A year in the making, the new Montana Women’s Mural -- “Women Build Montana” -- will be unveiled to the public for the first time Wednesday, Jan. 7, at a dedication ceremony at the state Capitol at 4 p.m.
Painted by Missoula muralist Hadley Ferguson, the mural has two panels: ”Women Build Montana: Culture” and “Women Build Montana: Community.”
The collaborative theme of the murals was reflected in how they were created.
Ferguson worked with Mary Murphy, a history professor at Montana State University, and Julie Cajune, a Native American historian, and former State Senator Lynda Moss, who introduced Senate Bill 59 in 2011 authorizing the artwork.
Ferguson was adding the finishing touches at her studio Monday, just before the framers were to pick up the panels, add a protective coating and frame them.
The panels will hang on the third floor of the Capitol on the east and west walls of the grand staircase, beneath the stained-glass barrel vault.
Each 5-by-10-foot aluminum panel has a central image with four supporting vignettes around the outer edge, Ferguson said in an Independent Record phone interview Monday.
“I wanted something to do with the coming together of the two cultures,” Ferguson said, “the Native American culture and the Euro-American culture. We decided it should be trading goods.”
“Women Build Montana: Culture” is set in the late 1800s, early 1900s,” she said. It highlights traditions in that time period and features a Western Montana landscape.
The landscape, although not specific, is important, she said, because Montana’s land is an important part of the story in determining what work women needed to do.
The supporting vignettes show Native American women digging bitterroot, Mexican Americans harvesting sugar beets in Eastern Montana, Native American women beading and preparing hides, and a woman sewing a Montana flag.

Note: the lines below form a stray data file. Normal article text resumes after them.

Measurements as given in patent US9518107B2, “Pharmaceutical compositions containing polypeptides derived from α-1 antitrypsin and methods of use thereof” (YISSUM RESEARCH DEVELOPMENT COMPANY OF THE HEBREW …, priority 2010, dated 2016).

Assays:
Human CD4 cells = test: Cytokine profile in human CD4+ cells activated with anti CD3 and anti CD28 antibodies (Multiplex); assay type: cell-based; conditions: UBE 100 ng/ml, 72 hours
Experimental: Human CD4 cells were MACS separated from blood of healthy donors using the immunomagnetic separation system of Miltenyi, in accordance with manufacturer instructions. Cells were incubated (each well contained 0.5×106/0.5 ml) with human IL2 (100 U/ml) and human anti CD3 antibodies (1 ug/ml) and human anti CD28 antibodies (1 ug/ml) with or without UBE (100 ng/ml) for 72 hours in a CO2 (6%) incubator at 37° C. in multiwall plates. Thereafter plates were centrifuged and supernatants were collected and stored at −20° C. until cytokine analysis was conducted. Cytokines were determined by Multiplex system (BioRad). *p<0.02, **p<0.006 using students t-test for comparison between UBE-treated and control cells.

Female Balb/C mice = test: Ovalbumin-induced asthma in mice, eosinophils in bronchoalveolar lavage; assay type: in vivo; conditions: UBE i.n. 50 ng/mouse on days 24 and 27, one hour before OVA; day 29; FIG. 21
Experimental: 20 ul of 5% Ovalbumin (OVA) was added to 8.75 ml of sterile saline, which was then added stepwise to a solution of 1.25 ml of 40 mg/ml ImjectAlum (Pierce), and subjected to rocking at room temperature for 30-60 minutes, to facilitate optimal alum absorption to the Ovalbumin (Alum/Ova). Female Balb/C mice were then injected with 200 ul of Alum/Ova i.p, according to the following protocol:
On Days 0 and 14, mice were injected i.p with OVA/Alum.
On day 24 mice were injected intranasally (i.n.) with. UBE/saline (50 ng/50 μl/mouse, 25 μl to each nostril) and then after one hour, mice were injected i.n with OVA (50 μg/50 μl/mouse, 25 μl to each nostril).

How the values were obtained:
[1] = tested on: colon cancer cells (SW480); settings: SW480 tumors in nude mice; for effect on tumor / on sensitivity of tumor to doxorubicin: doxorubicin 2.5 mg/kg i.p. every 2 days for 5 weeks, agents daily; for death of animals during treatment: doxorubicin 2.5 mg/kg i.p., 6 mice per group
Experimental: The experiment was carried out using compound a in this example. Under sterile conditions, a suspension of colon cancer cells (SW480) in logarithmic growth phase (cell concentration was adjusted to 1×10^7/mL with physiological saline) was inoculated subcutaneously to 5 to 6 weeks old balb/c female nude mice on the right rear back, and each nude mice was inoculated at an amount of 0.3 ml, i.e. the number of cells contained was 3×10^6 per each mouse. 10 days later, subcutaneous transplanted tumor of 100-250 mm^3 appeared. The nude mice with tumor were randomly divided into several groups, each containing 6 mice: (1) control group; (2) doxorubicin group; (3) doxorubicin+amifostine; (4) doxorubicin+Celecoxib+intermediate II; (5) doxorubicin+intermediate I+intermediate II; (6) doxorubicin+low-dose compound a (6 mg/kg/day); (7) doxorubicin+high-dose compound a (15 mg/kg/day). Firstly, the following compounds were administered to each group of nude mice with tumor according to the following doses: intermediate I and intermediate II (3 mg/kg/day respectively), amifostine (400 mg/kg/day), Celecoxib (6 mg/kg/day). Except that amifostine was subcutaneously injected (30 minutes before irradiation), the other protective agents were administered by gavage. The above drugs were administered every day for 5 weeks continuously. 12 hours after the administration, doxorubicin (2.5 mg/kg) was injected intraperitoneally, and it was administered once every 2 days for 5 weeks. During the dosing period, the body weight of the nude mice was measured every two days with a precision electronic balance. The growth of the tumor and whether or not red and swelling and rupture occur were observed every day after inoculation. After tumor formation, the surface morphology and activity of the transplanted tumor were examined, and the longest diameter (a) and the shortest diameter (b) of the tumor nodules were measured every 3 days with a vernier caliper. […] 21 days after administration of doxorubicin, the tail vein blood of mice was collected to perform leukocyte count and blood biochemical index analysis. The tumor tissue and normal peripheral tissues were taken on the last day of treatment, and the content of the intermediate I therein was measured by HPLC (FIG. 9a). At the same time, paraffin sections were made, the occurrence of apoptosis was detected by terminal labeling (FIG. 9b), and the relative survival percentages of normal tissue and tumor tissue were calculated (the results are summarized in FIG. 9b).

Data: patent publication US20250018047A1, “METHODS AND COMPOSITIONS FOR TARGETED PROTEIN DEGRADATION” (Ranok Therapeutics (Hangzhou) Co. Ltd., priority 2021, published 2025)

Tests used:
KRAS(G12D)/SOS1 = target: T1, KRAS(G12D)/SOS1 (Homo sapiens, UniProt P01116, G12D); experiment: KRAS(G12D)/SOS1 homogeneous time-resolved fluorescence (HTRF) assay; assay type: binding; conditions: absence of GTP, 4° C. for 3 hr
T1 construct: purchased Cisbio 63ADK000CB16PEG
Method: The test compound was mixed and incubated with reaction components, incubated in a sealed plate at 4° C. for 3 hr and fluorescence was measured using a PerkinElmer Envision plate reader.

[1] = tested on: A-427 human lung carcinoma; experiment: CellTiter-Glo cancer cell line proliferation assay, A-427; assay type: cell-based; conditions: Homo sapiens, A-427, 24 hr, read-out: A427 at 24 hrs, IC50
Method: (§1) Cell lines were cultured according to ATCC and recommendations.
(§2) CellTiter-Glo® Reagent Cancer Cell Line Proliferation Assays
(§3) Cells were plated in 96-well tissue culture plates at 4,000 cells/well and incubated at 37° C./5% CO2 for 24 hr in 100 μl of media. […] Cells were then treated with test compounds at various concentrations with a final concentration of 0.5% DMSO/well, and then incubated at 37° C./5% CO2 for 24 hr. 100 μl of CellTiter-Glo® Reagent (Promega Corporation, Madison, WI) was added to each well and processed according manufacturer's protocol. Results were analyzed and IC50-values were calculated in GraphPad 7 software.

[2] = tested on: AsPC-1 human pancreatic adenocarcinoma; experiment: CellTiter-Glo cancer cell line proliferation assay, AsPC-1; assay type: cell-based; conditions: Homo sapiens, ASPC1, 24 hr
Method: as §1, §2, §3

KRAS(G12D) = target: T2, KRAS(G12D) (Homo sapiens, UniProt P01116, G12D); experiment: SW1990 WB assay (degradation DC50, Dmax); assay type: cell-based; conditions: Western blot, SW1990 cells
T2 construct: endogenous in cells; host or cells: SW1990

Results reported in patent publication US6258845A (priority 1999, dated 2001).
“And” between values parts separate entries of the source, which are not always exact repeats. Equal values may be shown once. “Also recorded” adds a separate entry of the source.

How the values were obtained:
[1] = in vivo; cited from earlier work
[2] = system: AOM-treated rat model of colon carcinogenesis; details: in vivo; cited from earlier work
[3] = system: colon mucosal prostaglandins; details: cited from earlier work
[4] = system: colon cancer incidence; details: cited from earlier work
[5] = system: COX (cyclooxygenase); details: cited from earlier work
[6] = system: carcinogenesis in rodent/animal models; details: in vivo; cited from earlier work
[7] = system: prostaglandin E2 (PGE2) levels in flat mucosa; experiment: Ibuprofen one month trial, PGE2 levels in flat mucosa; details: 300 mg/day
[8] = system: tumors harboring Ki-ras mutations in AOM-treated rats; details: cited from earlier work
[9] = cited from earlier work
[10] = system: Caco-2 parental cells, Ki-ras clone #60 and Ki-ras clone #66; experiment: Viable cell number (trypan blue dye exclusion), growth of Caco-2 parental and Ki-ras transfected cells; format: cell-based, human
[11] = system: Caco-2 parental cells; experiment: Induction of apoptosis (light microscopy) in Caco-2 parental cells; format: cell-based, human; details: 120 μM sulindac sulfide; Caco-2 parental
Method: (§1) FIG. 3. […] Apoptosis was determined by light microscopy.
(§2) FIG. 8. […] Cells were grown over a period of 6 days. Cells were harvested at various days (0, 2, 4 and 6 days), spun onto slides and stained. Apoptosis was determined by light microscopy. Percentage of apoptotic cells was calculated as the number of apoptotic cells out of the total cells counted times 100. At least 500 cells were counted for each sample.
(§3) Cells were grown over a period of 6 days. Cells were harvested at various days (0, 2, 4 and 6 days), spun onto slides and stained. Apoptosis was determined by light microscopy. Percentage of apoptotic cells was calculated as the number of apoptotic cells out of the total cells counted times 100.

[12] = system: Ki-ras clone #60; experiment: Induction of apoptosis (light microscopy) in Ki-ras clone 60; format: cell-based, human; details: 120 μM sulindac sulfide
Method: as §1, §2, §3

The central image in “Women Build Montana: Community” shows women posting get-out-the vote flyers. The year is 1924 in an Eastern Montana town, when the Indian Citizenship Act allowed all women to vote, she said. It came a decade after women’s suffrage was passed in Montana in 1914.
A rural landscape surrounds the town, showing a train and a grain elevator.
The supporting vignettes show a woman canning peaches, women working as phone operators, a native woman teaching about the uses of plants and herbs and a scene of two women from the Montana Federation of Colored Women’s Clubs handing out scholarships.
The mural process
Ferguson relied on photographs to create the characters and scenes, sometimes combining as many as 20 images. She also used old Sears catalogs from the period and visited antique malls to get historic details correct.
“Within each image I had a lot of people model for me,” Ferguson said of how she created realistic figures, without depicting a specific individual.
Even the fabrics are accurate, based on samples from the period.
To capture the movement of wind swirling a skirt, she had a friend dress up in period costume and stand in front of a blowing fan.
To paint the scene of native women digging bitterroots, Ferguson and her daughter Sarah went out with tribal members and helped dig roots.
Ferguson’s warm palette of acrylic colors echos some of the oranges, golds and greens from the stained-glass barrel vault over the paintings.
“I’m not sure how to describe it,” she said of her painting style. “It’s one that lends itself to storytelling.”
A year in the painting
Ferguson signed her mural contract in December 2013 and will receive $35,000 for painting the murals and for her materials.
She spent four months working on the design, she said, and in April 2014 began transferring her drawings to the panels. Painting began at the end of May with the final brush strokes completed Monday.